Minimum kernel configuration to get both KSPP options

... for a X86_64 system. You must enable "expert users" to be able to reach all necessary options. After enabling "expert users" check if "Framebuffer Console support" still is set. If not enable it again. Now you have to DISABLE and ENABLE all these:

Kernel 5.15

General setup  --->
    [*] Configure standard kernel features (expert users)  --->

Processor type and features  --->
    [ ] /dev/cpu/*/msr - Model-specific register support
    [ ] kexec system call
    [ ] Enable the LDT (local descriptor table)

Power management and ACPI options  --->
    [ ] Hibernation (aka 'suspend to disk')

General architecture-dependent options  --->
    [*] GCC plugins  --->

Memory Management options  --->
    [ ] Disable heap randomization

Device Drivers  --->
    Character devices  --->
        [ ]   Legacy (BSD) PTY support
    Graphics support  --->
        Console display driver support  --->
            [*] Framebuffer Console support
    [*] IOMMU Hardware Support  --->
        IOMMU default domain type (Translated - Strict)  --->

File systems  --->
    Pseudo filesystems  --->
        [ ]   /proc/kcore support

Security options  --->
    [*] Enable different security models

Kernel 6.1

Do all settings from 5.15 and ADDITIONALLY:

Security options  --->
    Kernel hardening options  --->
        Randomize layout of sensitive kernel structures (Limit randomization of structure layout to cache-lines)  --->

Bad option

If you have enabled the really "bad" option "DEBUG_FS" it could be possible you must disable another option, because "ACPI_CUSTOM_METHOD" depends on "DEBUG_FS"; but it is much more better to disable "DEBUG_FS" (then you dont have "ACPI_CUSTOM_METHOD"). If you dont have enabled "DEBUG_FS" you will find this option only by pressing "z" and it is disabled by default (and you have nothing to do here):

Power management and ACPI options  --->
    [*] ACPI (Advanced Configuration and Power Interface) Support  --->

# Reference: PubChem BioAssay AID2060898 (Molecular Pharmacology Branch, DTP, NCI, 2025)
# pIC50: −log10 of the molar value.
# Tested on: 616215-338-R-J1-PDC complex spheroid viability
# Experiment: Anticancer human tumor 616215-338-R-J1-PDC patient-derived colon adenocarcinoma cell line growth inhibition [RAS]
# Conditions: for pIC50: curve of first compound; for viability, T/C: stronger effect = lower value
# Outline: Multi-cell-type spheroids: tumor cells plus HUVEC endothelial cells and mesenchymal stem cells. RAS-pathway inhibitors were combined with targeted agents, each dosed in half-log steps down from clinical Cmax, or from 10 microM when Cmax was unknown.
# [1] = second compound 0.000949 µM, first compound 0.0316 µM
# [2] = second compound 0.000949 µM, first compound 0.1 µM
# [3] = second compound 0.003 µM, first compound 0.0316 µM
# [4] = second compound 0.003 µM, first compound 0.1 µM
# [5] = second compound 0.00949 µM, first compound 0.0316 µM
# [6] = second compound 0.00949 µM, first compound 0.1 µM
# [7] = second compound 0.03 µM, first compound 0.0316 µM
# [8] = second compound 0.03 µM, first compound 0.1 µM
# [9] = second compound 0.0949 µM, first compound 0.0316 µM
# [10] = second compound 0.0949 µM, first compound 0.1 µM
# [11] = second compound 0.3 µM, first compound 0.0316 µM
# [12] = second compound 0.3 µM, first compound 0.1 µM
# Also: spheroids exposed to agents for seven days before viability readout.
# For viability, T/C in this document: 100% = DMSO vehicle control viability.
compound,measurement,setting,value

- -   Allow ACPI methods to be inserted/replaced at run time

Slow System start ?

If you boot the first time with these new settings you will notice that your kernel needs longer to start. Before it took 1.2 seconds (until "Run /sbin/init as init process") and now kernel needs 2.5 seconds. If you think this is crazy; these settings have halved my CPU performance ... then don't worry ... and look carefully into your dmesg output and examine the timestamps. You will find something like this:

root #dmesg
[    0.030070] mem auto-init: stack:all(zero), heap alloc:on, heap free:on
[    0.030071] mem auto-init: clearing system memory may take some time...
[    0.030076] software IO TLB: area num 8.
[    1.358628] Memory: 16087256K/16653428K available (14343K kernel code, 1960K rwdata, 2456K rodata, 1564K init, 2888K bss, 565912K reserved, 0K cma-reserved)

(As you can see I have 16 GB RAM; machine is an Intel i7; but it doesn't matter how many cores your CPU has).

Yes, for security reasons your kernel will clear now your whole memory (with ONE Core of your CPU). If you have a 64 GB RAM machine you can expect it took aprox. 5 seconds.

More Hardening Options

With kernel version 6.1 we have one new option which is not listed in KSPP recommendation (from 2022-11-01). I have enabled it nevertheless:

Kernel hacking  --->
    Memory Debugging  --->
        [*] Check for invalid mappings in user page tables
        [*]   Enforce the page table checking by default

This is my third try for creating a wiki article. Maybe some formatting is wrong. Because it is a tutorial and not a reference guide I ignored the standard of not writing in first or second person. Yes, my english is very poor.